For three days in the mountains of North Carolina, nearly 1,000 Presbyterians and members of other denominations reflected on the historic 1965 appearance of the Rev. Dr. Martin Luther King, Jr. at the Montreat Conference Center. In fact as many as a dozen attendees were present 50 years ago when King preached in Anderson Auditorium.
As the gathering came to a close, two ministers reminded the crowd that while great progress has been made in civil rights since King’s appearance, more needs to be done.
The Rev. William Barber II, pastor of the Greenleaf Christian Church (Disciples of Christ) in Goldsboro, N.C., and president of the North Carolina State Conference of the NAACP, said that instead of erecting monuments to Dr. King, people should take his message to state houses.
“We have to be careful how we handle prophets. We tend to love the tombs of the prophets and love them more in their death than we do in life,” he said. “Dead men make convenient heroes, they cannot rise and challenge the images we fashion. We need people who will recognize that imitation is the best form of flattery.”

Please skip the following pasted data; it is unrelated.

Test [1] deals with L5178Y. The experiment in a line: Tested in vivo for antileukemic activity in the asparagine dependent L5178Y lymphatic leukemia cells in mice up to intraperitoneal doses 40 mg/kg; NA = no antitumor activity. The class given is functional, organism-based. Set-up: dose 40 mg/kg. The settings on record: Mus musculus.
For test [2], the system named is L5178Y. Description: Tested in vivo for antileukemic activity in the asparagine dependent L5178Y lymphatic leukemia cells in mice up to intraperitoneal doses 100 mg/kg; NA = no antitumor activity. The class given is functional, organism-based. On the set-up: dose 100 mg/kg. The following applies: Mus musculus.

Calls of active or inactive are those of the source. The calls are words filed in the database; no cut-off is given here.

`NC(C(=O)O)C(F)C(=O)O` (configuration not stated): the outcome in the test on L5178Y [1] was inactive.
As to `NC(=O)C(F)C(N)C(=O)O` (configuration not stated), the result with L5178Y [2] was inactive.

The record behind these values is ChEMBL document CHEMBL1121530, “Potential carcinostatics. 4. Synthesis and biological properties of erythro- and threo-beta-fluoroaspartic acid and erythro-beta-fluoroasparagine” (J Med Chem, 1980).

Barber said prophetic dissent is the path to higher ground adding that whenever the nation has moved forward, there was be a spiritual awakening.
“It doesn’t matter what denomination it is, if the church speaks of Christ but defends the powerful and does nothing about the social forces that ravage people’s lives, then it is suspect,” Barber said. “If you want to know where God is, find the poor, find the captive, find the ones the world deems unacceptable. No other sin is more dominant than the mistreatment of the poor, women and children.”
Bishop Vashti Murphy McKenzie of the African Methodist Episcopal (AME) Church concluded the weekend gathering telling the crowd that the events of the past year have shaken America out of a fantasy land of a post racial society. She urged attendees to find non-violent ways to give voice to the “rage simmering in us.”
“Montreat is calling us to reconnect with the dream again. When will the dream come true?” she asked. “Must we wait for another massacre or another generation? How many innocent people must die before we lift our heads and pay attention to what’s going on?”
McKenzie said we must learn from the past generations and build on it to take on the issues facing the nation today. She referred to the violence in Ferguson, the Charleston church shootings as well as issues over open carry laws and border protection.
“Don’t live history, learn from it and stand on the shoulders that history provides,” she said. “In order to break new ground and find new answers to old problems, you will have to dig some new wells and rediscover something from the past to form your future.”
The bishop concluded her message by saying confidence is not in ourselves but in God who allows us to stretch and try new things.